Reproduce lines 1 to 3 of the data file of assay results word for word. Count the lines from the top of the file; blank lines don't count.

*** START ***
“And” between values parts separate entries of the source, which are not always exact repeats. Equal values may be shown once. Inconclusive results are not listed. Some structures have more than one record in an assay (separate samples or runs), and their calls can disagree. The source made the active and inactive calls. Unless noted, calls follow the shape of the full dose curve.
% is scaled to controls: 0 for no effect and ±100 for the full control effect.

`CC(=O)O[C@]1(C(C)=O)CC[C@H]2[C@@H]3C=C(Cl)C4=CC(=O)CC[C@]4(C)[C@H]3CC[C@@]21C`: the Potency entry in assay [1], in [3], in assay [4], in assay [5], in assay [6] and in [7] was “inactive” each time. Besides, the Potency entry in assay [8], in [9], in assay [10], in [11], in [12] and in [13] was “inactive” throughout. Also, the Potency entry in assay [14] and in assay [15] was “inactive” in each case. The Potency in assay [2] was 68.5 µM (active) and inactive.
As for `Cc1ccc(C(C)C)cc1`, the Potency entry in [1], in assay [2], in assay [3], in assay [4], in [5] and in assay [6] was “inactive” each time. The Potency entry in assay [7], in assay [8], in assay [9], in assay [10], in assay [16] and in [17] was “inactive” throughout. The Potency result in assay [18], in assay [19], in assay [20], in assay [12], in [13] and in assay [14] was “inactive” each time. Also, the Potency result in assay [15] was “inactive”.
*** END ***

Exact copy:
“And” between values parts separate entries of the source, which are not always exact repeats. Equal values may be shown once. Inconclusive results are not listed. Some structures have more than one record in an assay (separate samples or runs), and their calls can disagree. The source made the active and inactive calls. Unless noted, calls follow the shape of the full dose curve.
% is scaled to controls: 0 for no effect and ±100 for the full control effect.

`CC(=O)O[C@]1(C(C)=O)CC[C@H]2[C@@H]3C=C(Cl)C4=CC(=O)CC[C@]4(C)[C@H]3CC[C@@]21C`: the Potency entry in assay [1], in [3], in assay [4], in assay [5], in assay [6] and in [7] was “inactive” each time. Besides, the Potency entry in assay [8], in [9], in assay [10], in [11], in [12] and in [13] was “inactive” throughout. Also, the Potency entry in assay [14] and in assay [15] was “inactive” in each case. The Potency in assay [2] was 68.5 µM (active) and inactive.